SELECT * FROM uv_BookReviewRollup WHERE recordnum = 1809 King Kelson's Bride, by Katherine Kurtz Book Review |

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King Kelson's Bride, by Katherine Kurtz
Genre: Fantasy
Publisher: Ace Books
Published: 2000
Review Posted: 8/10/2015
Reviewer Rating:
Reader Rating: Not Rated

King Kelson's Bride, by Katherine Kurtz

Book Review by Joshua Palmatier

Have you read this book?

I discovered Katherine Kurtz when my dad bought me her original Deryni series for Christmas ages ago and I realized I could OWN the books I was reading from the library . . . a grave mistake on my dad's part.  *grin*  In any case, I loved the series and devoured all of the books then currently out by Katherine Kurtz and anything that was coming out shortly after that.  Then Kurtz turned to other non-Deryni novels and I wasn't as interested in those, so I ended up not reading anything of hers for a while.  Happily, she's returned to the Deryni world.  I bought the books (I think there's four of them now) as they came out in hardcover, but only just got to reading this first one.
Premise:  King Kelson needs to choose a bride.  His first choice--made for political reasons--died in his arms at the altar after a betrayal by the bride's brother.  His second choice--made for love--refuses to accept, after her own "betrayal" of marrying Kelson's traitorous cousin when she thought Kelson himself had died.  Now he needs to choose again.  But how can he reconcile marriage with the love he still feels for Rothana, even though he knows a king cannot ever be expected to marry for the heart?  Kelson struggles with this as he and his court accompany their ward of four years Liam-Lajos of Torenth back to his homeland to claim his crown and throne.  But Liam's uncles and mother are loath to give up their regency, and have their own plans for betrayal . . . that may take the life of both Liam and Kelson!
I have to admit that I was worried when I sat down to read this book.  I have such fond memories of reading the Deryni novels a good *coughcough* twenty years ago.  I thought that perhaps I'd have "outgrown" the world or the characters or the writing style and that picking up another Kurtz book after so long would somehow ruin those memories.  But I was wrong.  I immediately sank back into the world of King Kelson, even recalling the majority of the events and dangling plot threads that this book picks up and ties off.  I immediately rediscovered why I'd enjoyed Kurtz' books so much and thankfully dove into the world anew.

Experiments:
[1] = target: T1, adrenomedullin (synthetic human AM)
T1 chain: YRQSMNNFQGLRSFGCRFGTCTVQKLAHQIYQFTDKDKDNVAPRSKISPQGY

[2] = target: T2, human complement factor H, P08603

And that's one of the best parts of Kurtz' books:  this is a true medieval fantasy.  It isn't the trappings of the medieval world, you really feel as if you are living in medieval times, although of course you're getting the aristocracy's view of it, since the books deal with the king and his court.  But it isn't just the world that's so realistic that keeps you reading, it's the characters as well.  Kelson is like a dear friend and with this book you pick back up with his life and get to revisit him and all of his cohorts as they travel from the familiar Gwynnedd to Torenth.  So here we get to see a new part of the world, a new land, and get to (attempt) to crown its kind, even though Torenth is considered a vassal state of Gwynnedd.
The only drawback to the novel, and the reason that it wasn't given 5 stars, is that the plot itself was slightly weak.  Overall, it moved along well, and the confrontation between Liam, Kelson, and the traitorous uncles was everything that you'd expect.  If hat had been the culmination of the book, with the wedding of Kelson afterwards, than it would have been a deeply fulfilling novel.  However, that wasn't the culmination.  One of the traitors escapes and threatens to ruin the upcoming wedding.  This by itself wasn't a bad plot move, in particular, but Kurtz drives the tension up so high, and gives the villain enough character, that when the attack finally comes . . . it's kind of anticlimactic.  This doesn't ruin the whole book--there is plenty here that I thoroughly enjoyed--but as an ending it was kind of a letdown.
Not that that will stop me from reading the next few books or any of the others that might come out in the meantime.  I'm happy to report, for those of you like me who read the Deryni novels years ago, that fears of ruining those hopefully fond memories are all for naught.  This is a grand revisit to the realm that you loved . . . and if you haven't read any of Kurtz's novels, you should start now, with Deryni Rising.  You won't regret it.
Joshua Palmatier/Benjamin Tate
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